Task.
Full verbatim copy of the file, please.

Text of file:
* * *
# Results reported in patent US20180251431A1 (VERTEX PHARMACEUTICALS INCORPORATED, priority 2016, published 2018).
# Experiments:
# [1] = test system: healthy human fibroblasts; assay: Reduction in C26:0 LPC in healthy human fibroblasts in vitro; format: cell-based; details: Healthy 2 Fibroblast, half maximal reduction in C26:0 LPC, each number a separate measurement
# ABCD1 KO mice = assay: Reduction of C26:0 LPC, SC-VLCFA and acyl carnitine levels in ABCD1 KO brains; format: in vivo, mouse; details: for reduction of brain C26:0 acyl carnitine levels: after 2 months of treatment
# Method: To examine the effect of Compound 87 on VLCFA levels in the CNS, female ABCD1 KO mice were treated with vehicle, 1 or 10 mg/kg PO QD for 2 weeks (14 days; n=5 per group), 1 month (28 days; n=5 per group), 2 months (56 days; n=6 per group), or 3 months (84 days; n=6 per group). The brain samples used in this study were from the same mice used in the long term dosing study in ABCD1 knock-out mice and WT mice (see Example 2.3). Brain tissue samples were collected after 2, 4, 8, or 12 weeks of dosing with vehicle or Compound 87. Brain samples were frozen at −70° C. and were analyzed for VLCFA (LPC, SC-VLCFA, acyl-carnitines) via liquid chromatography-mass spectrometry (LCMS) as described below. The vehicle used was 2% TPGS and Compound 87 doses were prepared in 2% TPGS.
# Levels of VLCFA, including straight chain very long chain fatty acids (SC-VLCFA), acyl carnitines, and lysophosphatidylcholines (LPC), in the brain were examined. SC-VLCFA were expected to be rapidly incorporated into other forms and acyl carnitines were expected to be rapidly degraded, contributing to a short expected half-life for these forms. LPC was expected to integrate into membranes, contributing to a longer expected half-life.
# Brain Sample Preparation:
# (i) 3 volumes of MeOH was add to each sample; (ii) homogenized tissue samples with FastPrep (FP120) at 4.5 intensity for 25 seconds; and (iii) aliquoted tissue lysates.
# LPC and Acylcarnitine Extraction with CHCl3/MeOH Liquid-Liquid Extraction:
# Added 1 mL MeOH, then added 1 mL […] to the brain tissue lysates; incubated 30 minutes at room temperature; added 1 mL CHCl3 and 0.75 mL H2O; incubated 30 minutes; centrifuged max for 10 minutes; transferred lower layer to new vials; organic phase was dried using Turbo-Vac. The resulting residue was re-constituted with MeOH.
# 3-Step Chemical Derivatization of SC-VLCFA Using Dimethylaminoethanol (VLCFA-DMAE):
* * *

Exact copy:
# Results reported in patent US20180251431A1 (VERTEX PHARMACEUTICALS INCORPORATED, priority 2016, published 2018).
# Experiments:
# [1] = test system: healthy human fibroblasts; assay: Reduction in C26:0 LPC in healthy human fibroblasts in vitro; format: cell-based; details: Healthy 2 Fibroblast, half maximal reduction in C26:0 LPC, each number a separate measurement
# ABCD1 KO mice = assay: Reduction of C26:0 LPC, SC-VLCFA and acyl carnitine levels in ABCD1 KO brains; format: in vivo, mouse; details: for reduction of brain C26:0 acyl carnitine levels: after 2 months of treatment
# Method: To examine the effect of Compound 87 on VLCFA levels in the CNS, female ABCD1 KO mice were treated with vehicle, 1 or 10 mg/kg PO QD for 2 weeks (14 days; n=5 per group), 1 month (28 days; n=5 per group), 2 months (56 days; n=6 per group), or 3 months (84 days; n=6 per group). The brain samples used in this study were from the same mice used in the long term dosing study in ABCD1 knock-out mice and WT mice (see Example 2.3). Brain tissue samples were collected after 2, 4, 8, or 12 weeks of dosing with vehicle or Compound 87. Brain samples were frozen at −70° C. and were analyzed for VLCFA (LPC, SC-VLCFA, acyl-carnitines) via liquid chromatography-mass spectrometry (LCMS) as described below. The vehicle used was 2% TPGS and Compound 87 doses were prepared in 2% TPGS.
# Levels of VLCFA, including straight chain very long chain fatty acids (SC-VLCFA), acyl carnitines, and lysophosphatidylcholines (LPC), in the brain were examined. SC-VLCFA were expected to be rapidly incorporated into other forms and acyl carnitines were expected to be rapidly degraded, contributing to a short expected half-life for these forms. LPC was expected to integrate into membranes, contributing to a longer expected half-life.
# Brain Sample Preparation:
# (i) 3 volumes of MeOH was add to each sample; (ii) homogenized tissue samples with FastPrep (FP120) at 4.5 intensity for 25 seconds; and (iii) aliquoted tissue lysates.
# LPC and Acylcarnitine Extraction with CHCl3/MeOH Liquid-Liquid Extraction:
# Added 1 mL MeOH, then added 1 mL […] to the brain tissue lysates; incubated 30 minutes at room temperature; added 1 mL CHCl3 and 0.75 mL H2O; incubated 30 minutes; centrifuged max for 10 minutes; transferred lower layer to new vials; organic phase was dried using Turbo-Vac. The resulting residue was re-constituted with MeOH.
# 3-Step Chemical Derivatization of SC-VLCFA Using Dimethylaminoethanol (VLCFA-DMAE):